Butterfly, you pegged one of my favorites for this spot. I'm leaning toward some Black Magics there. As for the ones I have now sleeping in the garage, I don't have any that are real shade lovers. They are all sun lovers, Kona Coffee Cups, Jacks Giants and some others I have no name for. I'm also thinking of throwing in some ferns, and some Hosta. Any recommendations for some color to go with that mix? The bed will be roughly 7 ft wide and about 14ft. long so I have some good room there. The grasses are something I like the idea of as well. I love them but never been super successful with anything other than Fountain grass. I think the plants will solve the water issue, especially if I put a few thirsty ones out there. If I could find a shade loving banana, that would be perfect to go along with this mix. And the drain is always an option, hubby recommended that first, but I want to try to correct with plants first.

This post was edited by nannerbelle on Mon, Feb 10, 14 at 22:51

    Bookmark   February 10, 2014 at 10:46PM
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trianglejohn

The bananas I've grown didn't like to sit in water. Oh they sure like it to rain everyday but they hate wet feet. If the spot still stays wet you could half sink large containers in the muck and plant bananas in fluffy/fiber-ey mix and let them reach down into the mud through the drain hole in the pot and stay happy that way.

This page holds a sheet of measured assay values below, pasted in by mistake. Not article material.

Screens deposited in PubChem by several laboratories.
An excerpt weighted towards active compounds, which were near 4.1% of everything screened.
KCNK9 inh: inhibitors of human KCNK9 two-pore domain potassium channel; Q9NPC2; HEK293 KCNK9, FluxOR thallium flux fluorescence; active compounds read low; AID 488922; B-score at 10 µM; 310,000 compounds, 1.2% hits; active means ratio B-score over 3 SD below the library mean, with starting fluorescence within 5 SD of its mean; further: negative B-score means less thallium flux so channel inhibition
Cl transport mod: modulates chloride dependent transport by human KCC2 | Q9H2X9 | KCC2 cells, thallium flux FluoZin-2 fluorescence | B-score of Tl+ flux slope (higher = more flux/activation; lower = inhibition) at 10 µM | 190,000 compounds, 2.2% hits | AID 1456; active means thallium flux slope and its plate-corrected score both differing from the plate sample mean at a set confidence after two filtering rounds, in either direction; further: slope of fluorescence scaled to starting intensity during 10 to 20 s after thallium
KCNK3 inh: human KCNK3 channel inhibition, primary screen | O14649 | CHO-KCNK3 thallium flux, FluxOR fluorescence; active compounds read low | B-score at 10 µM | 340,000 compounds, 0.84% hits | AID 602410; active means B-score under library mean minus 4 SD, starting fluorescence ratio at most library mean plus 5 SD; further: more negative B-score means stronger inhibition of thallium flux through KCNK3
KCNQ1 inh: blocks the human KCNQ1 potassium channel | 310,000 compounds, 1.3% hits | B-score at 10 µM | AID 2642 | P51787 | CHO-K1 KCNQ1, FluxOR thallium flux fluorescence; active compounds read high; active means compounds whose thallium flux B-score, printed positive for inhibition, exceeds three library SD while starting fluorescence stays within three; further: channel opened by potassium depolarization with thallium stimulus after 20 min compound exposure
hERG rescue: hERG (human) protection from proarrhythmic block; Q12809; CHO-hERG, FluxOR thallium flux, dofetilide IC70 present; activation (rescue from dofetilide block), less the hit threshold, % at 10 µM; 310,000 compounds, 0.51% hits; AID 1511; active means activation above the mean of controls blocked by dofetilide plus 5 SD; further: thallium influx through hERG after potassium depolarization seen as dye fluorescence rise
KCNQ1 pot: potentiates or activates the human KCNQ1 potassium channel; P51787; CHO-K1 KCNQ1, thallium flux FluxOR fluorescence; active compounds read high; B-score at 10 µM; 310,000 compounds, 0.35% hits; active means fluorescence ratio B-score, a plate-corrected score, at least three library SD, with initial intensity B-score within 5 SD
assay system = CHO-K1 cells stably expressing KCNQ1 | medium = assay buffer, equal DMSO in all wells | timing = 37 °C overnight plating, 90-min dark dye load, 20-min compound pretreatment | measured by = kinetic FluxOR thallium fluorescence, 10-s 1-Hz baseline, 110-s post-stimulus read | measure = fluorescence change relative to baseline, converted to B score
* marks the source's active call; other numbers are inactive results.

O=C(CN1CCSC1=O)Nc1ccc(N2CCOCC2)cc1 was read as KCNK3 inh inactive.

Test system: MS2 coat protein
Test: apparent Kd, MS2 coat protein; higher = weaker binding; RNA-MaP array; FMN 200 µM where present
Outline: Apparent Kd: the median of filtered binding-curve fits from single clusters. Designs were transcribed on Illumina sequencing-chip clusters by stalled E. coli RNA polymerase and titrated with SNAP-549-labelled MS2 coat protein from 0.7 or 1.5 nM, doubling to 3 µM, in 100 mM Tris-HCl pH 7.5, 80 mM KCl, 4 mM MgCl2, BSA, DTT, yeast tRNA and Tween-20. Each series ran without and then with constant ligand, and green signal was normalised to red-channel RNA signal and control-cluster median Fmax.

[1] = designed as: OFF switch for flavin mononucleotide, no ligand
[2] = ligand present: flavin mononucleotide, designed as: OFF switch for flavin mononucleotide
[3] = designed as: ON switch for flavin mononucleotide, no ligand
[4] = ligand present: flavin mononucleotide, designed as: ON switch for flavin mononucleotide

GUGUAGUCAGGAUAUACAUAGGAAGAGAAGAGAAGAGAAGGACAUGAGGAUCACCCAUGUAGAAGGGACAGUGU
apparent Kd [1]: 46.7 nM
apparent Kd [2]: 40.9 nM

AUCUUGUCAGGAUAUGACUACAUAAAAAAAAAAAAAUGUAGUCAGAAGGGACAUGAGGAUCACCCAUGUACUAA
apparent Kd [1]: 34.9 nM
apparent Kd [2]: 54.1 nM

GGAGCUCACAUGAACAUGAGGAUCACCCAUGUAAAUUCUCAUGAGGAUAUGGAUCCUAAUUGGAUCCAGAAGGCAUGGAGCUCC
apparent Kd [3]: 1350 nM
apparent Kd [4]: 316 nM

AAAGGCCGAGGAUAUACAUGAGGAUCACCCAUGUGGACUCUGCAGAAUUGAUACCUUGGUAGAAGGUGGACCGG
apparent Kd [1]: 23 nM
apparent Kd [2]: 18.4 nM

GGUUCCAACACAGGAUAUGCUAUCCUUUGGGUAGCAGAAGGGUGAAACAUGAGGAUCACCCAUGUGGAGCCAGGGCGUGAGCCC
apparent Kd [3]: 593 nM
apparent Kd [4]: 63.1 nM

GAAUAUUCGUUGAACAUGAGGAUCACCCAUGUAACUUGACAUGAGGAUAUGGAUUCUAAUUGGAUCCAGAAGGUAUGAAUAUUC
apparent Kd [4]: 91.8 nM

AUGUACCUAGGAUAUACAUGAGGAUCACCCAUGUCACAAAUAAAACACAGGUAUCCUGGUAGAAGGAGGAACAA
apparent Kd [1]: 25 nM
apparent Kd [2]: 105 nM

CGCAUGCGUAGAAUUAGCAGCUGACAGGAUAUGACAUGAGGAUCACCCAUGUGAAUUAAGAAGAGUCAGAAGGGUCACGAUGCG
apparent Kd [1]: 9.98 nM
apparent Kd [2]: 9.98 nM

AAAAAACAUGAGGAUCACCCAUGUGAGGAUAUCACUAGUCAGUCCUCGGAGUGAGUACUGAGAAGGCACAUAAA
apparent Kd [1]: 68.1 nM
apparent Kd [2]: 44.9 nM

Lemon grass would like it wet. They do best in full sun but I think I've seen them growing in part sun before. The best large ornamental grass for wet solid clay soil is the native Ravena grass but it wants full sun.

Calla lilies (the white ones) like wet soil and will survive shade, they may not bloom as much. Any of the color forms tend to like dryer soil (they're bred from a different species).

    Bookmark   February 12, 2014 at 8:05PM
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dottie_in_charlotte(z7-8 NC)

How about an espaliered loropetalum. That's a lot of barren
wall space you have there.
Or, you could do a trio of camellias but I think the burgundy leaves of loropetalum would make a nice contrast against the grey siding.
You'd have to shear it annually but it would definitely fit the vertical and horizontal space as well as the shallow depth of the bed.

    Bookmark   February 14, 2014 at 1:16PM
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nannerbelle(8A)

I like that idea with the burgundy leaves. That is a beautiful plant. It would contrast well with some of the green from some EE's or some fern. And you are right, that is a huge piece of real estate for the wall background. I don't think the picture takes in the whole thing. And it does need something badly to break it up.

    Bookmark   February 15, 2014 at 1:29PM
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dottie_in_charlotte(z7-8 NC)

I didn't mean espaliered but I couldn't remember 'trellised'
at the time.
I have one at my other house and the yard guys shear it after blooming and again in November after its lesser fall
bloom.
It's planted about 18-20" from the foundation in a bed that is not as deep as yours but almost as moist (and supplemented by irrigation head). Only gets AM sun until about noon and blooms like crazy.
If you get one, make sure it is already trained to a wood trellis. The wood will rot eventually but by then, the form will be correct and entirely self supporting.
The landscapers graded the bed so the crown of the plant was safe from being submerged.

    Bookmark   February 17, 2014 at 4:27PM